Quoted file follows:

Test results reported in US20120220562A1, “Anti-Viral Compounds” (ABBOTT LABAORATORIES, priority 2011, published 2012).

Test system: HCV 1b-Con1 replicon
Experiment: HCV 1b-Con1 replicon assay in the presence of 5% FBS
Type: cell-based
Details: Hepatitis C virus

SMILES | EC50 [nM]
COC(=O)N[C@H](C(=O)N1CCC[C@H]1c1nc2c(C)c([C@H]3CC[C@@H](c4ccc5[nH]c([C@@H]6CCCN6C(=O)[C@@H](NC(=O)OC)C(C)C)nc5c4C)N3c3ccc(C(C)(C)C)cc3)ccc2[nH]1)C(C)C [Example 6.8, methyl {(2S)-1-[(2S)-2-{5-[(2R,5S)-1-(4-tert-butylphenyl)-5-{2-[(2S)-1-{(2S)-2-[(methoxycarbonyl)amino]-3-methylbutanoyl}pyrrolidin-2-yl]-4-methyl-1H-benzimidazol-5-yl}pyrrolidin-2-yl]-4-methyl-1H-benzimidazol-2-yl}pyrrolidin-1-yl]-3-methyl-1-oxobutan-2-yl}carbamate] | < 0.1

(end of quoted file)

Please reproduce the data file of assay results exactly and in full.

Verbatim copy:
Test results reported in US20120220562A1, “Anti-Viral Compounds” (ABBOTT LABAORATORIES, priority 2011, published 2012).

Test system: HCV 1b-Con1 replicon
Experiment: HCV 1b-Con1 replicon assay in the presence of 5% FBS
Type: cell-based
Details: Hepatitis C virus

SMILES | EC50 [nM]
COC(=O)N[C@H](C(=O)N1CCC[C@H]1c1nc2c(C)c([C@H]3CC[C@@H](c4ccc5[nH]c([C@@H]6CCCN6C(=O)[C@@H](NC(=O)OC)C(C)C)nc5c4C)N3c3ccc(C(C)(C)C)cc3)ccc2[nH]1)C(C)C [Example 6.8, methyl {(2S)-1-[(2S)-2-{5-[(2R,5S)-1-(4-tert-butylphenyl)-5-{2-[(2S)-1-{(2S)-2-[(methoxycarbonyl)amino]-3-methylbutanoyl}pyrrolidin-2-yl]-4-methyl-1H-benzimidazol-5-yl}pyrrolidin-2-yl]-4-methyl-1H-benzimidazol-2-yl}pyrrolidin-1-yl]-3-methyl-1-oxobutan-2-yl}carbamate] | < 0.1